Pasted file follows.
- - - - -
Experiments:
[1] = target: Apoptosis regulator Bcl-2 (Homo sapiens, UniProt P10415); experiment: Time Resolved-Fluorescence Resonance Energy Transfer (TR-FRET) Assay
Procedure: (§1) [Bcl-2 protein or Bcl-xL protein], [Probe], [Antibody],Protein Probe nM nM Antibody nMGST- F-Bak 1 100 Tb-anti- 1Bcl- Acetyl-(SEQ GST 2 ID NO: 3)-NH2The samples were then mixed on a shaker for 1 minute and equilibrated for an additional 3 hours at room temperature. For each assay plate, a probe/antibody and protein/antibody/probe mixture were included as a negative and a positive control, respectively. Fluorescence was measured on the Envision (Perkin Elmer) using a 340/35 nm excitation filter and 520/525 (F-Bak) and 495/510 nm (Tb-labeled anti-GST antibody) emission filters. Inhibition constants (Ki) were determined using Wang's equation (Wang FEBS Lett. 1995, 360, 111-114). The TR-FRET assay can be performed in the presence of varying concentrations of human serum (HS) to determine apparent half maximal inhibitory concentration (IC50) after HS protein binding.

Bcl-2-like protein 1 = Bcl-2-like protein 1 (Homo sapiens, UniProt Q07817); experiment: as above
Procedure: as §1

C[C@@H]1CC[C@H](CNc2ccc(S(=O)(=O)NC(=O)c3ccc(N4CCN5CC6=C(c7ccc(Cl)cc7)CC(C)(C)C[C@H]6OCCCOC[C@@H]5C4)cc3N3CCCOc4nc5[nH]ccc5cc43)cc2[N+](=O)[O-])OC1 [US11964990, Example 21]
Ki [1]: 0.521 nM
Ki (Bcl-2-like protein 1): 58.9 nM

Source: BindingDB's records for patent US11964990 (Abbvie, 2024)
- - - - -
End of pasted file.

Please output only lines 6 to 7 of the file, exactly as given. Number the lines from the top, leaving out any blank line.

C[C@@H]1CC[C@H](CNc2ccc(S(=O)(=O)NC(=O)c3ccc(N4CCN5CC6=C(c7ccc(Cl)cc7)CC(C)(C)C[C@H]6OCCCOC[C@@H]5C4)cc3N3CCCOc4nc5[nH]ccc5cc43)cc2[N+](=O)[O-])OC1 [US11964990, Example 21]
Ki [1]: 0.521 nM